vice president of spacecraft contractor Lockheed Martin Astronautics,
suggested its addition to provide rapid measurement of the dust density
around the comet to help engineers and flight controllers assess the
health and safety of the spacecraft as it approaches the comet. Ben
Clark, also of Lockheed Martin, led the effort to find a way to
integrate the experiment and the spacecraft, the design for which was
already nearly complete.

"Our instrument performs an important health-hazard function,"
Tuzzolino said. "Conditions may be far more hazardous than we thought
as we approach the comet." If so, DFMI data will warn mission
controllers that it is time to take protective measures for the

Scientists also will correlate DFMI's data with the samples that
Stardust will collect from the comet and return to Earth in 2006.
Stardust will use a material called aerogel to collect the samples
without damaging or altering the speeding particles. Aerogel is a
silica-based solid with a porous, sponge-like structure that consists
mostly of empty space. "It is so light that it has been called 'solid
smoke,'" Tuzzolino said.

The other instruments aboard Stardust include a camera to take detailed
photographs of the comet's surface features, and the Cometary and
Interstellar Dust Analyzer, which will analyze the  composition of the
comet's dust particles.

The DFMI consists of an electronics box, two detectors mounted on the
front of the spacecraft's bumper shield and two acoustic sensors,
measurements from which will be analyzed by a team headed by Professor
J.A.M. McDonnell of the University of Kent in England.

The detectors consist of a polarized plastic material. "The material is
similar to Saran wrap," Tuzzolino said. The material generates an
electrical pulse when hit by small, high-speed particles, even those
many times smaller than a sand grain.

The two acoustic sensors are embedded between layers of the shield that
protects the spacecraft from impacting dust particles. "The acoustic
sensors will be triggered by a large impact particle that hits the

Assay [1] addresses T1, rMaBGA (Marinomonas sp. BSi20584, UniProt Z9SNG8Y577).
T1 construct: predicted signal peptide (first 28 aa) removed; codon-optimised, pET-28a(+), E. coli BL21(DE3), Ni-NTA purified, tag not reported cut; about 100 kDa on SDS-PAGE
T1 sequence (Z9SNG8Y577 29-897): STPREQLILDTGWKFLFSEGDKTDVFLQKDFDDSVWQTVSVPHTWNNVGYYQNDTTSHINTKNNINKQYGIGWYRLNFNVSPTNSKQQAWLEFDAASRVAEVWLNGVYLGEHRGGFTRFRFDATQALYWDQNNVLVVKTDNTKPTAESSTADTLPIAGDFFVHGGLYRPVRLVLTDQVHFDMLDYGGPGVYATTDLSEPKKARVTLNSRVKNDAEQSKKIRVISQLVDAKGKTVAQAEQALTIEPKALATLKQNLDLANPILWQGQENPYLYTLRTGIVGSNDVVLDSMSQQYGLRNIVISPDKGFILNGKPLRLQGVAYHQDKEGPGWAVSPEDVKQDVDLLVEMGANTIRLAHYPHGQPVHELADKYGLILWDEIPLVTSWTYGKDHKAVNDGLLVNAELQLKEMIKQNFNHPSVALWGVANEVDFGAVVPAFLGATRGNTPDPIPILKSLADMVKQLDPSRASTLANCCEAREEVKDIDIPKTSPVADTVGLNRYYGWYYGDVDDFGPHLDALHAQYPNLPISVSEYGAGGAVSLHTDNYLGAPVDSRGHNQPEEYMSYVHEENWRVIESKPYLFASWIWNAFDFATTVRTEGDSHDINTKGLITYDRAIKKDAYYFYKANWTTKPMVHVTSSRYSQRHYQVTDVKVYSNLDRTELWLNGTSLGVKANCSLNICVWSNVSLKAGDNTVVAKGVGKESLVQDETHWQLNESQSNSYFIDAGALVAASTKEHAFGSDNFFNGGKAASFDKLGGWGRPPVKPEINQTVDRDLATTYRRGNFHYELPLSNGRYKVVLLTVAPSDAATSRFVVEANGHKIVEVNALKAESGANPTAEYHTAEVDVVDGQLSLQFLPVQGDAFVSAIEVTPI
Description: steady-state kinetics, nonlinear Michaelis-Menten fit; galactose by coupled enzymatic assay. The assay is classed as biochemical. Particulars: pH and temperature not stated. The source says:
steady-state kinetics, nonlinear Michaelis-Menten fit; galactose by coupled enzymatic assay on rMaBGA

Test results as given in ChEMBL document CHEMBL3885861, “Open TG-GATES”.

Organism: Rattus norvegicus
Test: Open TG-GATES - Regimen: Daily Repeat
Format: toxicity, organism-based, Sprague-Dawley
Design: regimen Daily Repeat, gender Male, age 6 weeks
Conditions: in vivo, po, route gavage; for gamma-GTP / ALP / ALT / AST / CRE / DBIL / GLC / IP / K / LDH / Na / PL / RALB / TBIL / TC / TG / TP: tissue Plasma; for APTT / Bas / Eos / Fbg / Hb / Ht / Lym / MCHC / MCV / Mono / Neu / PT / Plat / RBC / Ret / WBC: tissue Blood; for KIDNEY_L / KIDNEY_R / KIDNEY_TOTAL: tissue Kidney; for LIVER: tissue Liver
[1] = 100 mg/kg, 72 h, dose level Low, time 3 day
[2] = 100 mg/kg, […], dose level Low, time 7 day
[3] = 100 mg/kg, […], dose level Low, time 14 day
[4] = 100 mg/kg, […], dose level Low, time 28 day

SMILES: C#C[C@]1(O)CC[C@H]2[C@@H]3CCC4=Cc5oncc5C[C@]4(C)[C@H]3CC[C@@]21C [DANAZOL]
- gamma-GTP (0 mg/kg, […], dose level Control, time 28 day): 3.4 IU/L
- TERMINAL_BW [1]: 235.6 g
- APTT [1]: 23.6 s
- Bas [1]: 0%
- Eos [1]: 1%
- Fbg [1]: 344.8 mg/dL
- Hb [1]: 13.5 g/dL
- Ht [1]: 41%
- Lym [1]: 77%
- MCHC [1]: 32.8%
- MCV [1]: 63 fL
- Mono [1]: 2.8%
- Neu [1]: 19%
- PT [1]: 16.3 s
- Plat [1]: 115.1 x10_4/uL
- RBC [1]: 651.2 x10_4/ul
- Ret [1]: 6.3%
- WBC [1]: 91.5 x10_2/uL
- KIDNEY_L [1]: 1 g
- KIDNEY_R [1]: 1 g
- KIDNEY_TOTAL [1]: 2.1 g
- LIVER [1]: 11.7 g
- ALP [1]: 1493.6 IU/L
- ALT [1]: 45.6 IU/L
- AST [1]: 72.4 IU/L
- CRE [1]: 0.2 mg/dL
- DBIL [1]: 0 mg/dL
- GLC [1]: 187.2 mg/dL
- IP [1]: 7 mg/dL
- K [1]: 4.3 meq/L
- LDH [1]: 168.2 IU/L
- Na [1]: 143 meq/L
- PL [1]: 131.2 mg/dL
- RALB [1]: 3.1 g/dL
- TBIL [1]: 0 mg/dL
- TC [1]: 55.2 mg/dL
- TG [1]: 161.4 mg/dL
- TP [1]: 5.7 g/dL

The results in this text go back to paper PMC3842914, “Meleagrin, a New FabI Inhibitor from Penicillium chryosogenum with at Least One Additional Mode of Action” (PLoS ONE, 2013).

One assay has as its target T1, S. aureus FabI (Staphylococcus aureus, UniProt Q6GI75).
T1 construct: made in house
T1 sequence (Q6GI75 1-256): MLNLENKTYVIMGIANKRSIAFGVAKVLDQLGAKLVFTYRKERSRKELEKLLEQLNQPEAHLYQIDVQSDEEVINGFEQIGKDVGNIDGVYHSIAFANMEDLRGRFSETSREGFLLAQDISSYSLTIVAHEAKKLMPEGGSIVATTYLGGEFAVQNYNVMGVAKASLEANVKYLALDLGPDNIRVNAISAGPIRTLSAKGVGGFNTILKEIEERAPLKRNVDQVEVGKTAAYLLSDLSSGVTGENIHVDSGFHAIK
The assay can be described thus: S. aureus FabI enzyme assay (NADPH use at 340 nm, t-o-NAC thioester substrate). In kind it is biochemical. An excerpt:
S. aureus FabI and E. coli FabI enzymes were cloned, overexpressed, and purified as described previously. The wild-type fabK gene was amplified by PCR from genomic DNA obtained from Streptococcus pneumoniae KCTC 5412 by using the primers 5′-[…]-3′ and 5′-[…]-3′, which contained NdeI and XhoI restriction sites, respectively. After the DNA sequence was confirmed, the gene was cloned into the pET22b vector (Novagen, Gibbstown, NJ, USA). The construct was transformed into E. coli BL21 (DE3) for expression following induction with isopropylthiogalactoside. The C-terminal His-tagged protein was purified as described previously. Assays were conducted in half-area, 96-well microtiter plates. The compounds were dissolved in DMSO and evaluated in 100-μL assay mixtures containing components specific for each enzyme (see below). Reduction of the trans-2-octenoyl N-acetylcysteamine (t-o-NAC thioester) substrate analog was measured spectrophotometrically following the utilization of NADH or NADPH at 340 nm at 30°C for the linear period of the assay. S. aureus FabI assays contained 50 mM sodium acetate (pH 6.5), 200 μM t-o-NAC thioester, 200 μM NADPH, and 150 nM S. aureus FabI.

shield anywhere," said LASR Senior Scientist Bruce McKibben.

Stardust will meet Comet Wild-2 at a distance of 242 million miles from
Earth, following a flight trajectory that will loop twice around the
sun. The spacecraft will loop once more around sun after its comet
encounter on the way back to Earth.

The trajectory will take Stardust close to several meteor streams that
the DFMI may be able to detect. The first such opportunity will occur
April 20, 1999 when Stardust comes within 3.5 million miles of the
Orionid meteor stream. The Orionid meteors, left in the wake of Comet
Halley, can be seen from Earth each October.

The DFMI may also be able to detect particles of interstellar dust,
which NASA's Ulysses spacecraft recently discovered streaming into the
solar system.

"There is a chance that we can identify the trajectory of incoming
particles that must have come from interstellar space," said John
Simpson, Arthur Holly Compton Distinguished Service Professor Emeritus
in Physics. "This is matter that is involved in the origin of the solar
system itself. It's primordial material."

Stardust will be the 34th space-science mission Simpson and Tuzzolino
have participated in, starting with Pioneer 2 in 1958. Last November,
Tuzzolino received the NASA Public Service Medal for his role in the
development of cosmic ray and dust detectors, including the first to be
sent to Mercury, the moon, Mars, Jupiter and Saturn. All of their
experiments have been aimed at understanding the origin of elements and
matter that formed Earth's galaxy and solar system.

The DFMI is a descendant of Chicago's Dust Counter and Mass Analyzer
instrument that flew on the Soviet Union's Vega 1 and Vega 2 missions
to Halley's Comet in 1986. Simpson invented the instrument concept in
1983, with Tuzzolino playing a key role in its rapid development and

On the Vega missions, Chicago scientists discovered to their surprise
that tiny dust particles streaming from the comet had survived to the
outer bounds of the comet's coma, the spherical cloud of glowing gas
that develops around a comet's solid nucleus as it approaches the sun.

"We were able to show that the particles coming off the comet's nucleus
had to be a conglomerate, probably bound together by an ice glue,"
Simpson said. "Then, as it carried far out into space, the ice glue
dissolved, releasing the very small stuff that would have otherwise
disappeared if it had come directly from the comet."

Two other instruments related to the DFMI are components on NASA's
current Cassini mission to Saturn and on the Air Force's unclassified
Advanced Research and Global Observation Satellite.

Simpson and Tuzzolino built Cassini's High Rate Detector, part of the